Brown v. Board of Education in 1954 reversed not one but three venerable Supreme Court decisions that spanned more than a decade—Plessy v. Ferguson (1896), Cumming v. Richmond County Board of Education (1898), and Berea College v. Kentucky (1908). Those cases had held that state laws requiring racial segregation were constitutional—as long as facilities for the races were “separate, but equal.”
The NAACP Legal Defense and Education Fund, founded in 1940, did not rush into court arguing they had always been wrong; instead, the LDF brought case after case demonstrating that facilities made “separate” by race could never, in any meaningful sense, be “equal.” By 1954, the facts the LDF cited convinced the justices that the segregation trilogy rule simply did not work; and thus, the Court unanimously overturned it.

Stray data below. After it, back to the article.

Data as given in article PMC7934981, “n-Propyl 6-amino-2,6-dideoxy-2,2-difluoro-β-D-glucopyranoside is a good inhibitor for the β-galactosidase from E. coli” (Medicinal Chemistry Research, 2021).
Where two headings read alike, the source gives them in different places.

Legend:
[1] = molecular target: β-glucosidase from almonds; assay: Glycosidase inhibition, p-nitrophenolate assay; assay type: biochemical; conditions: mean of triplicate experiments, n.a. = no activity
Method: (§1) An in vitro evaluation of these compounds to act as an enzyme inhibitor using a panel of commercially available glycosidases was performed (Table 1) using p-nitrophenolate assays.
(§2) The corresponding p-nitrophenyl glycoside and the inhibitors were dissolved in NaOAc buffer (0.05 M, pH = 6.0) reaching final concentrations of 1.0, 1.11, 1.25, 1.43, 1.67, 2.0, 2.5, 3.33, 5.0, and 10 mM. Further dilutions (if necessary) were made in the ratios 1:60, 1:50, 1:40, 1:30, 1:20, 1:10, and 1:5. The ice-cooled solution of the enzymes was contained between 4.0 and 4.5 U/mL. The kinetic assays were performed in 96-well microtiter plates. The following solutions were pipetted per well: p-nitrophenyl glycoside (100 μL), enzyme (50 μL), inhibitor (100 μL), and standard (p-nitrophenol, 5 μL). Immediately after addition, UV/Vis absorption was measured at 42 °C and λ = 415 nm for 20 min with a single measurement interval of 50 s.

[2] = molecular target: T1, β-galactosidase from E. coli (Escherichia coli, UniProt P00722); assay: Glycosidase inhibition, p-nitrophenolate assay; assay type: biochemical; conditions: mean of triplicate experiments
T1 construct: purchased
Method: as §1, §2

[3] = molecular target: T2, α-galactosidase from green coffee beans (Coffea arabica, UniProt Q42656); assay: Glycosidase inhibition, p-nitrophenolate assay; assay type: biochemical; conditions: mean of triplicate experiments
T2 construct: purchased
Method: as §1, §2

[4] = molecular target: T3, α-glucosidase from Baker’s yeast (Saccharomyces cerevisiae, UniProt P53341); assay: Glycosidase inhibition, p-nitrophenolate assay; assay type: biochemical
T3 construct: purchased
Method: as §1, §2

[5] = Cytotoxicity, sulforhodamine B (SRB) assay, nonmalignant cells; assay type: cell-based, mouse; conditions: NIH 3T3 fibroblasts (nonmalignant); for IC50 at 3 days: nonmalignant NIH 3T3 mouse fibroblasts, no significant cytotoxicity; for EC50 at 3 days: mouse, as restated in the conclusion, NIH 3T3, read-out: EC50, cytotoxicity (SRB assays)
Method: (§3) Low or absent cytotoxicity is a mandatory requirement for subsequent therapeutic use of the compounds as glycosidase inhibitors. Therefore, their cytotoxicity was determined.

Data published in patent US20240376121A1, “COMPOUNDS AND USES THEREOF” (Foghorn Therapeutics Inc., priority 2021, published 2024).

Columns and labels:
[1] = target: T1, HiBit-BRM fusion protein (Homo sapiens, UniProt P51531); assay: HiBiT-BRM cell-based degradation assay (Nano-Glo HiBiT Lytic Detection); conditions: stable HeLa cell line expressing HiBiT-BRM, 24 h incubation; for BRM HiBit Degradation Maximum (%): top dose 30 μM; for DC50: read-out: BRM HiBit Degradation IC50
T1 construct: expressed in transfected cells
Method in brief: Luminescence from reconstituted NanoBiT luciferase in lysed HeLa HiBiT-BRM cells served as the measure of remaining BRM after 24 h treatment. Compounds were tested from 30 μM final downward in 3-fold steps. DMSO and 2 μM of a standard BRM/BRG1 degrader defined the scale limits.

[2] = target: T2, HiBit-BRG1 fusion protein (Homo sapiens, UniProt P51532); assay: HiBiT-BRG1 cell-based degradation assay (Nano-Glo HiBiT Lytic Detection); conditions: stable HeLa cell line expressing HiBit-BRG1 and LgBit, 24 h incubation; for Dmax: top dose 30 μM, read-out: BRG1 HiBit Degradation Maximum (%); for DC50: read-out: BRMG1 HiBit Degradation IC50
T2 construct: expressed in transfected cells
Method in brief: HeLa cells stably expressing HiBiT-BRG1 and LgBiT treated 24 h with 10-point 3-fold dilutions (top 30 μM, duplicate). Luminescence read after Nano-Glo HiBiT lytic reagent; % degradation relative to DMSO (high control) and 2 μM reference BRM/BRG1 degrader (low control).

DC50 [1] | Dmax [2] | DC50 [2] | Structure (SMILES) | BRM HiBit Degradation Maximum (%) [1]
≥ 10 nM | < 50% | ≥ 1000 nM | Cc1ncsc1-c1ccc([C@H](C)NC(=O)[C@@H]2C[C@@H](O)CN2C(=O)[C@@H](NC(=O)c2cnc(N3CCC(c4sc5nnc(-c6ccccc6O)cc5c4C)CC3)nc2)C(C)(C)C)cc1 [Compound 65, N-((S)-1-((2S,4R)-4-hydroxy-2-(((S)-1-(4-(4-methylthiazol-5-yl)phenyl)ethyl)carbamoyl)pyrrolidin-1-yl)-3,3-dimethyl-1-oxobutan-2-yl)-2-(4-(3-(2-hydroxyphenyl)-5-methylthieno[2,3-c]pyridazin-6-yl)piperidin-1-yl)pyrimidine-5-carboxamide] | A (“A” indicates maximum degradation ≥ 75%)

Ordinarily, a case testing important constitutional questions would arise out of a trial of some sort, in which the two parties would present factual evidence—at least documents and affidavits, if not expert witness testimony—supporting their side. In Brown, for example, the NAACP plaintiffs called psychologists Kenneth and Mamie Clark to testify that their work with black children showed negative effects of segregation on their self-esteem (as measured, for example, by their choice of white dolls over dolls with African American features). The Clarks were cross-examined before a judge; the states defending segregation presented their own expert psychologist, Columbia University Professor Henry Garrett, to defend segregation. Brown’s record was rich in evidence about the nature of segregated schools and their effects on students. Confronting that evidence, the Court had a basis to conclude that the previous cases should be overturned.
There’s none of that in Janus.